Bessie Ellen Davidson was born in North Adelaide in 1879. Showing an early interest in art, Davidson began to study art in 1899 under the tutelage for Margaret Preston (then known as Rose McPherson).

After some early successes such as being exhibited in the South Australian Society of Arts in 1901-03, Davidson left Adelaide with Margaret Preston to travel to Europe. After studying briefly in Germany, Preston and Davidson settled in Paris. Bessie studied at the Académie de la Grande Chaumière where she was taught by masters such as Raphael Collin, Gustave Courtois and René-Xavier Prinet. Admiring the styles of Pierre Bonnard and Paul Cézanne, Davidson's own artistic practise was highly influenced by the contemporary scene and she found relatively early acceptance into several prestigious French institutions including the Salon de la Société des Artistes Français, Société Nationale des Beaux-Arts and was a founding member of the Salon des Tuileries.

Returning to Adelaide at the end of 1906, Bessie and Preston held a joint exhibition in 1097 and in 1908 The National Gallery of South Australia purchased a portrait of Davidson's friend, Gladys Reynell.

Missing the bustling European art scene, Davidson returned to Paris in 1910 where she continued to find favour in major French institutions and travelled extensively around Europe including Russia. After briefly returning to Australia in 1914, Bessie Davidson returned to Paris upon the outbreak of World War 1.

Wanting to contribute to the war effort, Davidson joined the French Red Cross as a nurse. Her skill and quick thinking led to her promotion and she eventually ran a hospital for injured soldiers. 

France became Davidson's home and she lived there for the remainder of her life. After World War 1 her paintings were frequently exhibited and she became of darling of the critics. In 1930 Davidson was recognised as one of the most important female artists in France when she was made vice-president of La Societe Nationale Femmes Artistes Modernes.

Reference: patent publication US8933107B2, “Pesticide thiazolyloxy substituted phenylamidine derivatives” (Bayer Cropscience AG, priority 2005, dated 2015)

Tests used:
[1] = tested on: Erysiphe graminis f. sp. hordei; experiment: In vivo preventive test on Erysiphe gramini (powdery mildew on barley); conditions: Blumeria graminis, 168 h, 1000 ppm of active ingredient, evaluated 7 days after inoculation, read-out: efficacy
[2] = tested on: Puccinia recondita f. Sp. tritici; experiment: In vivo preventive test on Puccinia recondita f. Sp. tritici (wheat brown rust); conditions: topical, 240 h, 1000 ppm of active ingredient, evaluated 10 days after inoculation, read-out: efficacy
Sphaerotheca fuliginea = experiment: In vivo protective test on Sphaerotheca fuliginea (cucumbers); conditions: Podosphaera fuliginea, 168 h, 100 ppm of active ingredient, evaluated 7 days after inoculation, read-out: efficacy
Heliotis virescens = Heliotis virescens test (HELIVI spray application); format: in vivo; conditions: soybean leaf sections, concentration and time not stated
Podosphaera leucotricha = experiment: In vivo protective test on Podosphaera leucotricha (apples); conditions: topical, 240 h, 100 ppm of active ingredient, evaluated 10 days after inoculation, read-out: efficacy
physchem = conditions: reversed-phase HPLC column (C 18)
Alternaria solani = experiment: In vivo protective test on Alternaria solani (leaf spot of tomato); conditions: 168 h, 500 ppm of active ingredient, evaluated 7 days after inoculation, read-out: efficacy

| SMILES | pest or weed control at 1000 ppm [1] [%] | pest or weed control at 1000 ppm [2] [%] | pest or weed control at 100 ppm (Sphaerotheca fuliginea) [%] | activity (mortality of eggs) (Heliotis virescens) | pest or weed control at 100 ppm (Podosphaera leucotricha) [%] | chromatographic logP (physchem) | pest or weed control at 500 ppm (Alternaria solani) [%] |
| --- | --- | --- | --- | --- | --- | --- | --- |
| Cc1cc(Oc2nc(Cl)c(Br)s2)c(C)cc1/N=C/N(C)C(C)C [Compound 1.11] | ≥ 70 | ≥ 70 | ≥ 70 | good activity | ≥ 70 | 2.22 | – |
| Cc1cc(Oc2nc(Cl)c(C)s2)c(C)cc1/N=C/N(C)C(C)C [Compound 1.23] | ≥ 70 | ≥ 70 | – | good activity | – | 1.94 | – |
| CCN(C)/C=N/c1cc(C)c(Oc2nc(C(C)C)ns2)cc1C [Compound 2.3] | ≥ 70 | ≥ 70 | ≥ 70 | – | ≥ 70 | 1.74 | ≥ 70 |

Over the next following years Davidson was a founding member of the Societe Nationale Independentes, appointed to the Legion d'honneur as well as partaking in L'Exposition du Groupe Feminin in 1928. Her works were also featured in the International Exhibition at the Carnegie Institute and the International Society of Sculptors, Painters and Gravers in London and Venice. 

Choosing to remain in France for the duration of World War 2, Davidson moved with friends to Grenoble to wait out the war. She continued to paint and returned to Paris in 1945.

By the end of her life Bessie Davidson was arguably more French than she was Australian and found acceptance into the establishment when many had tried and failed. Like Margaret Preston, Davidson never lost her love for interior scenes as well as landscapes. From the 1930s onwards she embraced the dramatic colour and expressive brushstrokes favoured by the early modernists. Davidson passed away in 1965 in Montparnasse. Her works are held by several major public institutions in Australia including the National Gallery of Australia in Canberra.